Cops Go Undercover to Enforce Medical Marijuana Regulations

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Future medical marijuana users will have more hoops to jump through before being licensed for use. Governor Bill Ritter recently signed two bills to regulate the industry in Colorado.

This also comes as cops in Aurora crack-down on a doctor for allegedly giving out medical marijuana licenses too easily. Cops say Dr. Manuel Aquino-Villaman did not give physical exams before approving medical marijuana recommendations to the undercover agents.

Getting a medical marijuana recommendation was an easy feat several months ago. 11 News did a hidden camera investigation last November. An undercover photojournalist received his license without showing any medical records and his only lasted a few minutes.

Dr. Aquino-Villaman’s visits with the undercover cops reportedly lasted a few minutes as well.

“It's gonna sting for sure," said Patrick Warren, who co-owns Mountain Made Meds in Colorado Springs. He told 11 News with new regulations getting a license will not be as easy as before."You're not going to just walk in and get a medical marijuana license,” Warren said. “You have to have legitimate paperwork and a legitimate illness."

A new law brings more thorough paperwork and requires at least one physical exam.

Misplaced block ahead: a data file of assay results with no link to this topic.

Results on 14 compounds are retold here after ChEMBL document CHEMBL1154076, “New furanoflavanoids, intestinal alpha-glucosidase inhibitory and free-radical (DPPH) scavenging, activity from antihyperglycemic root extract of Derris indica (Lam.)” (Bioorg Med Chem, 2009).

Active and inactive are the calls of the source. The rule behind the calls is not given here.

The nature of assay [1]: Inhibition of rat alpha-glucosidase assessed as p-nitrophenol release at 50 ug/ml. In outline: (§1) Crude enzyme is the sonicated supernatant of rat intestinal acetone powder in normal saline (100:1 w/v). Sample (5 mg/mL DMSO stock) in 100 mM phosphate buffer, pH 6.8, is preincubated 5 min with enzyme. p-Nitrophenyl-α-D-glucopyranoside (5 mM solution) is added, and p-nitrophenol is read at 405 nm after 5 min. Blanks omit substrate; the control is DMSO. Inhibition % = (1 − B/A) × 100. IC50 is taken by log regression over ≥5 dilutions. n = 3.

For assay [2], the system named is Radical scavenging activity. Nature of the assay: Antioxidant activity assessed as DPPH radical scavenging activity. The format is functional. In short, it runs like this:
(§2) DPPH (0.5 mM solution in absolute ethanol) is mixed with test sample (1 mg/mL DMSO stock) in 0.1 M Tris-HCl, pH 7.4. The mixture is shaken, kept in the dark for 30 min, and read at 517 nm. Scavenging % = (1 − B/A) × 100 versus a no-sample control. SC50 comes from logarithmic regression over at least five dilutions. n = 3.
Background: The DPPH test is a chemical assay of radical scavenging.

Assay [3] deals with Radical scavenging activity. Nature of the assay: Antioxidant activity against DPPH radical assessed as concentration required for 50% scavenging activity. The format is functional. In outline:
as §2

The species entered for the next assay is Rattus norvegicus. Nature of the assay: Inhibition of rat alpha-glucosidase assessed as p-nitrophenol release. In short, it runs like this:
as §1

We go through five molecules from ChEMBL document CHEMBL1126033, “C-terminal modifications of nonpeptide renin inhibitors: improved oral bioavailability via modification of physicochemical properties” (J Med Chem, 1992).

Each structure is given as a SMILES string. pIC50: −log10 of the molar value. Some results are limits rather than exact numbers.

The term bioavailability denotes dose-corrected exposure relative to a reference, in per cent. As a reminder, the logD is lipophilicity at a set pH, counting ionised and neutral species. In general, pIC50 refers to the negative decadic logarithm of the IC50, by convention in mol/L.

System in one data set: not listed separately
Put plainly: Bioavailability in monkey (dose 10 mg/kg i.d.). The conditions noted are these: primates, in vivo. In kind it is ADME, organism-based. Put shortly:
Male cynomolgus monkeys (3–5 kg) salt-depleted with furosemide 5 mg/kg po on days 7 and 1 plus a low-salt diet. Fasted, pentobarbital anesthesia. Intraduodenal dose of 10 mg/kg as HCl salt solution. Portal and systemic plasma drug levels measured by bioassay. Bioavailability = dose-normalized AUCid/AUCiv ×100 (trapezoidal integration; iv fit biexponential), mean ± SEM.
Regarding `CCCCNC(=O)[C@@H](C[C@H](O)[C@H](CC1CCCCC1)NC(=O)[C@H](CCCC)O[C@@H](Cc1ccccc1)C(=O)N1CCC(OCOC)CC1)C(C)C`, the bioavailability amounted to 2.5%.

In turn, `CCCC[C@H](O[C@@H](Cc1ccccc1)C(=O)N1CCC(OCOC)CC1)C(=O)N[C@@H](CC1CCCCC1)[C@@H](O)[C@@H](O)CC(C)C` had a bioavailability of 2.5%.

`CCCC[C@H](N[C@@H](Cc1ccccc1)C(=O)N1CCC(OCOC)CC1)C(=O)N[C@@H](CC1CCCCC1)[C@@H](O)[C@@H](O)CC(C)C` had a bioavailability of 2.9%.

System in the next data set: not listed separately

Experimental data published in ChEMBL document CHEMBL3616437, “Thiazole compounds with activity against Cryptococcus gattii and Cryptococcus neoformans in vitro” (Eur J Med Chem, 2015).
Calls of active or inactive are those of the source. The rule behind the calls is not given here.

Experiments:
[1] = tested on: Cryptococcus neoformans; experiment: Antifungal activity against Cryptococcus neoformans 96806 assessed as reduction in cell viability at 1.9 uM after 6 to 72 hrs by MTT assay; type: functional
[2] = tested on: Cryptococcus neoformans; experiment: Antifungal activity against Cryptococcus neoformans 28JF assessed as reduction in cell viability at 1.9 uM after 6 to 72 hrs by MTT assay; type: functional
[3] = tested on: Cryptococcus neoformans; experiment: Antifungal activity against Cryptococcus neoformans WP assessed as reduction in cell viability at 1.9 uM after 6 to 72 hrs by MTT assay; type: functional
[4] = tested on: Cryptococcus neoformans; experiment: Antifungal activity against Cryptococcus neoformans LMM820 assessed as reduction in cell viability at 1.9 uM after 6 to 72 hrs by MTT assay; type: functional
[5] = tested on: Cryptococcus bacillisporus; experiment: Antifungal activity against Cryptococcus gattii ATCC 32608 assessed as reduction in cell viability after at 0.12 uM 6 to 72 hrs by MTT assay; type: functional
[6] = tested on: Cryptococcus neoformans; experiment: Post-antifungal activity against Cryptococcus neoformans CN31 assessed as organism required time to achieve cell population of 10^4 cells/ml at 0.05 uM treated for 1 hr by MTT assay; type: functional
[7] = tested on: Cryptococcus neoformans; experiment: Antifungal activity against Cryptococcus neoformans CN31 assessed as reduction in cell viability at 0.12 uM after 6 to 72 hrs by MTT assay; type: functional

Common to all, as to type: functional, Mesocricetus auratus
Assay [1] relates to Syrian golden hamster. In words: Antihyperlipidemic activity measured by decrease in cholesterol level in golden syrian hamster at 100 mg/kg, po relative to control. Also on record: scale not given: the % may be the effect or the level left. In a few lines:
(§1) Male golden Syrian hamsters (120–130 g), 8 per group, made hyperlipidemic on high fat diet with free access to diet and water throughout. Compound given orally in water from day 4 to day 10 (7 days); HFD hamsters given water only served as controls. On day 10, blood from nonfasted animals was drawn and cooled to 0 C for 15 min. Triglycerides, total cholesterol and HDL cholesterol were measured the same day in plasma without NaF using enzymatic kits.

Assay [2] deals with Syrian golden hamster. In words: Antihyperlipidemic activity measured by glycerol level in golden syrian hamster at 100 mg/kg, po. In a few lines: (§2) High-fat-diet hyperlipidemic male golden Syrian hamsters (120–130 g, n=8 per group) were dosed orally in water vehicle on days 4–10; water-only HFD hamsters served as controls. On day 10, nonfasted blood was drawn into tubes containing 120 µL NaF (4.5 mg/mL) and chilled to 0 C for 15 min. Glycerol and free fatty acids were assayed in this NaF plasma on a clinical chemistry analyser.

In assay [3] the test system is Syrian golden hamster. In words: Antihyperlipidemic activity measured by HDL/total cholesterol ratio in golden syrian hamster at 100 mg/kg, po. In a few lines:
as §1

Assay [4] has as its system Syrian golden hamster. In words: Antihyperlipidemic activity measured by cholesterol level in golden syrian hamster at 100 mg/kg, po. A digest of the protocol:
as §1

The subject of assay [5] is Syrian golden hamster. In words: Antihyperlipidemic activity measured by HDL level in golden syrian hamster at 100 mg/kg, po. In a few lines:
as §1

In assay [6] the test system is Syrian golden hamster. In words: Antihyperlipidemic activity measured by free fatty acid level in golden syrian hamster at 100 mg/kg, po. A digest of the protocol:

"It shouldn't be an issue if you really need the medicine," said Warren.

He thinks the arrest of Dr. Aquino-Villaman is just a way for cops to show they mean business when it comes to regulation. But, he said, for those who follow the rules it shows a need. "It's going to solidify that people that are using this medication do really need it and do truly benefit from it," Warren said.

Allegations against Dr. Aquino-Villaman are not the only worry for cops in Colorado. A loophole at the state level is giving med-pot applicants access before their license is approved. That's because there's a huge backlog of applications at the Department of Health waiting for approval. Applicants are basically given the go-ahead, at least in the beginning.

Dr. Aquino-Villaman is free on $6,000 bail and faces charges of attempting to influence a public servant and conspiracy to distribute marijuana.